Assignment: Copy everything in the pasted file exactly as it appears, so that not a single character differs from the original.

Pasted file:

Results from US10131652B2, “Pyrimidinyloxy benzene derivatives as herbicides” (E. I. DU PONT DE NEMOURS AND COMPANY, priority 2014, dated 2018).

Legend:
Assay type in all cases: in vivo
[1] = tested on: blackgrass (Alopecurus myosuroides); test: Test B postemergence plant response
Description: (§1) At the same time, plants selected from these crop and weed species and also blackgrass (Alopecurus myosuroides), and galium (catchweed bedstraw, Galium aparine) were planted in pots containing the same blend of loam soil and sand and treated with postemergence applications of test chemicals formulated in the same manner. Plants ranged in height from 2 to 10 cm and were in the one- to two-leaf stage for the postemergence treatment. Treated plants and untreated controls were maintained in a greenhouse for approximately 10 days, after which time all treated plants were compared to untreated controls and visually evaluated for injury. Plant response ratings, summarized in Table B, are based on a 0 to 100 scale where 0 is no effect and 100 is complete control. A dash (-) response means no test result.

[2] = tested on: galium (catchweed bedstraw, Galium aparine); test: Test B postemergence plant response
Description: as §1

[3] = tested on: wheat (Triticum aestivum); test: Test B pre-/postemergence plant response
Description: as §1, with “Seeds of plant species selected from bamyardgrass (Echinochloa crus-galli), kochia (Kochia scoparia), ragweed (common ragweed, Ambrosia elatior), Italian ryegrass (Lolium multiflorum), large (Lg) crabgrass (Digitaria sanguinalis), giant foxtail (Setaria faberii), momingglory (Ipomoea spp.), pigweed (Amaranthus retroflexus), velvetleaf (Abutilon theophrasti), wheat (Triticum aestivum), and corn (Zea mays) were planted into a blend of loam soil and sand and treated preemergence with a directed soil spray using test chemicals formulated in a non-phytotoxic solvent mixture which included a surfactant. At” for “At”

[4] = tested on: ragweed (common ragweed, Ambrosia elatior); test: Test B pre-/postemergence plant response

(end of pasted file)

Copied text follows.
Results from US10131652B2, “Pyrimidinyloxy benzene derivatives as herbicides” (E. I. DU PONT DE NEMOURS AND COMPANY, priority 2014, dated 2018).

Legend:
Assay type in all cases: in vivo
[1] = tested on: blackgrass (Alopecurus myosuroides); test: Test B postemergence plant response
Description: (§1) At the same time, plants selected from these crop and weed species and also blackgrass (Alopecurus myosuroides), and galium (catchweed bedstraw, Galium aparine) were planted in pots containing the same blend of loam soil and sand and treated with postemergence applications of test chemicals formulated in the same manner. Plants ranged in height from 2 to 10 cm and were in the one- to two-leaf stage for the postemergence treatment. Treated plants and untreated controls were maintained in a greenhouse for approximately 10 days, after which time all treated plants were compared to untreated controls and visually evaluated for injury. Plant response ratings, summarized in Table B, are based on a 0 to 100 scale where 0 is no effect and 100 is complete control. A dash (-) response means no test result.

[2] = tested on: galium (catchweed bedstraw, Galium aparine); test: Test B postemergence plant response
Description: as §1

[3] = tested on: wheat (Triticum aestivum); test: Test B pre-/postemergence plant response
Description: as §1, with “Seeds of plant species selected from bamyardgrass (Echinochloa crus-galli), kochia (Kochia scoparia), ragweed (common ragweed, Ambrosia elatior), Italian ryegrass (Lolium multiflorum), large (Lg) crabgrass (Digitaria sanguinalis), giant foxtail (Setaria faberii), momingglory (Ipomoea spp.), pigweed (Amaranthus retroflexus), velvetleaf (Abutilon theophrasti), wheat (Triticum aestivum), and corn (Zea mays) were planted into a blend of loam soil and sand and treated preemergence with a directed soil spray using test chemicals formulated in a non-phytotoxic solvent mixture which included a surfactant. At” for “At”

[4] = tested on: ragweed (common ragweed, Ambrosia elatior); test: Test B pre-/postemergence plant response